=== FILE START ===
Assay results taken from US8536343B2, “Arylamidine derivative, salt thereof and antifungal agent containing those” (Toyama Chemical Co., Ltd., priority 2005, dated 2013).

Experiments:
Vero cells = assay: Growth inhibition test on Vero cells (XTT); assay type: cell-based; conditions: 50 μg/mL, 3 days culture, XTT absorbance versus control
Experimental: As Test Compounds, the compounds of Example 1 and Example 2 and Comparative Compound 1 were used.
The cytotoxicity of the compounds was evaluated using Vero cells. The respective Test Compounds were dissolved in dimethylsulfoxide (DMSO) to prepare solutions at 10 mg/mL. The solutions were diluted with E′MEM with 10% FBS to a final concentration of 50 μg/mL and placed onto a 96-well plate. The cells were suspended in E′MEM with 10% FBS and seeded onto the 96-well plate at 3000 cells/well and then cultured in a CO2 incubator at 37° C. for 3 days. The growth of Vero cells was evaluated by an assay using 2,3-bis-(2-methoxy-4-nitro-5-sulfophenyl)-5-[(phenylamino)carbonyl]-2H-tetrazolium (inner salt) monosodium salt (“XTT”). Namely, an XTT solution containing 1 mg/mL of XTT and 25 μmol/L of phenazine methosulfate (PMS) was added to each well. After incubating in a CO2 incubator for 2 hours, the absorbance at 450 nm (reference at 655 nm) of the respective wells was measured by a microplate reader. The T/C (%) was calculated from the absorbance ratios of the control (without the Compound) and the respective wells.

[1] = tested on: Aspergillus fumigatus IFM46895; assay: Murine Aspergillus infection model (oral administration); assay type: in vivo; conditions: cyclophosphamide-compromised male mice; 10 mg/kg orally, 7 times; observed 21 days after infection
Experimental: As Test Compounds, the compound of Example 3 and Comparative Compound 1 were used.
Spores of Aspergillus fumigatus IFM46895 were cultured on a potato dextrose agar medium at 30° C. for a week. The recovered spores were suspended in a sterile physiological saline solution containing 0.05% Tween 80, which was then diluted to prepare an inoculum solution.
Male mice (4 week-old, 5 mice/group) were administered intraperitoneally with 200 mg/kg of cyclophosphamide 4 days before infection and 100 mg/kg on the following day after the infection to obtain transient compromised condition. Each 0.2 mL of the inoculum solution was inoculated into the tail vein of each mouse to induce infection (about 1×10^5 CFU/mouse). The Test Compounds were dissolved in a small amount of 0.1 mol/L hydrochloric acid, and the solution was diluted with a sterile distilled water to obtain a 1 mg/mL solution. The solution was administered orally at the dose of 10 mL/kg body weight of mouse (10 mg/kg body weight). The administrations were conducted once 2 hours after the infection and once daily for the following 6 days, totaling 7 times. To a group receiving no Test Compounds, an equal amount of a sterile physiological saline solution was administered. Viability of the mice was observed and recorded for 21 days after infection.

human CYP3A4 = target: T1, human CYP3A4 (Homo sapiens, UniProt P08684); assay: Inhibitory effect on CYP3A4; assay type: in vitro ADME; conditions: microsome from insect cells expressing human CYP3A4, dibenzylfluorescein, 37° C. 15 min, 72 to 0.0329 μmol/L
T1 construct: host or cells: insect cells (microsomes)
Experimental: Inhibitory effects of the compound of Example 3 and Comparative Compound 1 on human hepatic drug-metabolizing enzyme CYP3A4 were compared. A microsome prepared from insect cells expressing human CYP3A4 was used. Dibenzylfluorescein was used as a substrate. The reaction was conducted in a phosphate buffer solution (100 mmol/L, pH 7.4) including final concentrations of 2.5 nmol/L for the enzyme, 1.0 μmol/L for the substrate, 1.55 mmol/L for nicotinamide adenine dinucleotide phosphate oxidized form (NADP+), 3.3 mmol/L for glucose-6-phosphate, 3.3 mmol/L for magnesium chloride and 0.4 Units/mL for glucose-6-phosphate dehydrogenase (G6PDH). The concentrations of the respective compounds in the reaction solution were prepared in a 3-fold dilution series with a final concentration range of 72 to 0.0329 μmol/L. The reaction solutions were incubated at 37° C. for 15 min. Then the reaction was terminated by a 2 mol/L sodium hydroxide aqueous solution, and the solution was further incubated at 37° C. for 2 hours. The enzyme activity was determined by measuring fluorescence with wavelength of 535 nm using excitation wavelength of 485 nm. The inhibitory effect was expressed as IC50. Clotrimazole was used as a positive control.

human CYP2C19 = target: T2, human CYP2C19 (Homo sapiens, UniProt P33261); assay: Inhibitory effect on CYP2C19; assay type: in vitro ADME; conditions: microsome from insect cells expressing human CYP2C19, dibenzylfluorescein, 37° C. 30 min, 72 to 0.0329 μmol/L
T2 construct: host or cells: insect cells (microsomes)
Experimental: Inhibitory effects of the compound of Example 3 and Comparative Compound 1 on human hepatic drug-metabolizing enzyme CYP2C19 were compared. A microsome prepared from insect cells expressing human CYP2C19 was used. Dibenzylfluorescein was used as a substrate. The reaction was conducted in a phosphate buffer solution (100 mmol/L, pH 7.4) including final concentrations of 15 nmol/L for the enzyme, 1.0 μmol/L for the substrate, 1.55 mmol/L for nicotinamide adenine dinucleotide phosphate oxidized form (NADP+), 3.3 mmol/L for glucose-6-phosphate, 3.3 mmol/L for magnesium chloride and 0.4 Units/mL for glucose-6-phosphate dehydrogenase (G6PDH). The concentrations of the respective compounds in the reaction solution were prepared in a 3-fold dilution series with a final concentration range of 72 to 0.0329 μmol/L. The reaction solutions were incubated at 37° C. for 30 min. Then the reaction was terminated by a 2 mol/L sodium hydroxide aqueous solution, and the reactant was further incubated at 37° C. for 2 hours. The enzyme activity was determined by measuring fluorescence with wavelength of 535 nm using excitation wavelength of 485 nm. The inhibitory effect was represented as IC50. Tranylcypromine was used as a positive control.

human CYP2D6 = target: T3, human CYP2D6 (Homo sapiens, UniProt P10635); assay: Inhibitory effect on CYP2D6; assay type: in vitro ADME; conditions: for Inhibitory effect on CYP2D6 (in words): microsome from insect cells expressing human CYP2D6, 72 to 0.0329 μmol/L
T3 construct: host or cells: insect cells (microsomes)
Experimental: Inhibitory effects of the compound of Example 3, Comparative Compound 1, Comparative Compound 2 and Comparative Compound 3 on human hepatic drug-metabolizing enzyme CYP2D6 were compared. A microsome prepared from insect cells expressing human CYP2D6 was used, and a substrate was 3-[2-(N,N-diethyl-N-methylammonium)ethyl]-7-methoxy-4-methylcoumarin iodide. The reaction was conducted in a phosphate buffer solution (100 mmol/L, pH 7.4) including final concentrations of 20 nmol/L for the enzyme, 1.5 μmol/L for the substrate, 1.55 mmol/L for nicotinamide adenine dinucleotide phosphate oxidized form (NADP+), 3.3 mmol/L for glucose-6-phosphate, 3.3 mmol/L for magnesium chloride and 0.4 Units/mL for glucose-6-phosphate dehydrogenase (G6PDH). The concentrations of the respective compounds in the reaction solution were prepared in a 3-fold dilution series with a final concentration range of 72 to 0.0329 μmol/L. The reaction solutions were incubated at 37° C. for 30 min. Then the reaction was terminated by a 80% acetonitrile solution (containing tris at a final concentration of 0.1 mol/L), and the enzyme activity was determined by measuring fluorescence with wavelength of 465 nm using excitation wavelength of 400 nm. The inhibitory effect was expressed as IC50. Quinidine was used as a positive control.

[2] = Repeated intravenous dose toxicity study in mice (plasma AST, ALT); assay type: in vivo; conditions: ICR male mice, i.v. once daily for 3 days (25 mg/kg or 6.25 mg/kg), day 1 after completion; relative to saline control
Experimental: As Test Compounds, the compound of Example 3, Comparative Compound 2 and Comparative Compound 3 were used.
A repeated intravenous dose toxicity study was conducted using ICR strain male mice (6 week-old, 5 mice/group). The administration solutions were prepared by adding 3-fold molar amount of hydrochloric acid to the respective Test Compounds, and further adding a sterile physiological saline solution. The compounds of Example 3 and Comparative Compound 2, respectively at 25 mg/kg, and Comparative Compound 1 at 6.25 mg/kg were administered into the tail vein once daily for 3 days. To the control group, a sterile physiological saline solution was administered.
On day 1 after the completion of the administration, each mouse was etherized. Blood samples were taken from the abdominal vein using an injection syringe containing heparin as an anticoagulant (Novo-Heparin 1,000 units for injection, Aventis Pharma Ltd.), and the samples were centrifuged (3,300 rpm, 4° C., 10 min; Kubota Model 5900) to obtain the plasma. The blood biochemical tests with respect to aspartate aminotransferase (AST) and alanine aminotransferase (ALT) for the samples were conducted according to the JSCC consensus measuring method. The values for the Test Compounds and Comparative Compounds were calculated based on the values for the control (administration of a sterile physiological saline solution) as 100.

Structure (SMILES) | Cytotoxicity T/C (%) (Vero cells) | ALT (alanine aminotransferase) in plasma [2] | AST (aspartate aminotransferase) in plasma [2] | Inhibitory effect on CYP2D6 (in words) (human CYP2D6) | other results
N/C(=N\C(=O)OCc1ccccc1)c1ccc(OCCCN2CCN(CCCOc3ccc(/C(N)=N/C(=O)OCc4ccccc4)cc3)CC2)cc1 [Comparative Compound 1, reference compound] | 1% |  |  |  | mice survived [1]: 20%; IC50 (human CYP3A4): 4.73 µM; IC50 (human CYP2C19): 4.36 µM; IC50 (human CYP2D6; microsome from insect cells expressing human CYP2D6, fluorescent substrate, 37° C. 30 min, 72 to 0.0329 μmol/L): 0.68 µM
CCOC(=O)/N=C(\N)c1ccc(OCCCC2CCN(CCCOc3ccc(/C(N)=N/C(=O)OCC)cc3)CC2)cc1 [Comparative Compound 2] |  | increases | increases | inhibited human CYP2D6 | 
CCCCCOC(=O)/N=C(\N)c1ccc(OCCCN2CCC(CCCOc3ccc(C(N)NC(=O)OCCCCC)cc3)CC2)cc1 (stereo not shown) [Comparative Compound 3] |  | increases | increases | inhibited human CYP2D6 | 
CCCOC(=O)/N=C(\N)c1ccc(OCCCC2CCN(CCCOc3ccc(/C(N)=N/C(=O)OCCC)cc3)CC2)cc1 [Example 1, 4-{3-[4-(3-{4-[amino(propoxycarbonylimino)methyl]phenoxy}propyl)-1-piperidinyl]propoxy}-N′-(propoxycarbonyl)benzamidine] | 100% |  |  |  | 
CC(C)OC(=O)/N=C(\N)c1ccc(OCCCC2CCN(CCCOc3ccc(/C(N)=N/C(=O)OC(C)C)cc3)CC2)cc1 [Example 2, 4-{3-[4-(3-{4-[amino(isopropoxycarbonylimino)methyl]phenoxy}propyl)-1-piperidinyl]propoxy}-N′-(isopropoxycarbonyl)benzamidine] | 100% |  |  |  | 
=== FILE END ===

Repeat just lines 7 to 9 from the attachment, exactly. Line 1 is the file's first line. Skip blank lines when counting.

Experimental: As Test Compounds, the compound of Example 3 and Comparative Compound 1 were used.
Spores of Aspergillus fumigatus IFM46895 were cultured on a potato dextrose agar medium at 30° C. for a week. The recovered spores were suspended in a sterile physiological saline solution containing 0.05% Tween 80, which was then diluted to prepare an inoculum solution.
Male mice (4 week-old, 5 mice/group) were administered intraperitoneally with 200 mg/kg of cyclophosphamide 4 days before infection and 100 mg/kg on the following day after the infection to obtain transient compromised condition. Each 0.2 mL of the inoculum solution was inoculated into the tail vein of each mouse to induce infection (about 1×10^5 CFU/mouse). The Test Compounds were dissolved in a small amount of 0.1 mol/L hydrochloric acid, and the solution was diluted with a sterile distilled water to obtain a 1 mg/mL solution. The solution was administered orally at the dose of 10 mL/kg body weight of mouse (10 mg/kg body weight). The administrations were conducted once 2 hours after the infection and once daily for the following 6 days, totaling 7 times. To a group receiving no Test Compounds, an equal amount of a sterile physiological saline solution was administered. Viability of the mice was observed and recorded for 21 days after infection.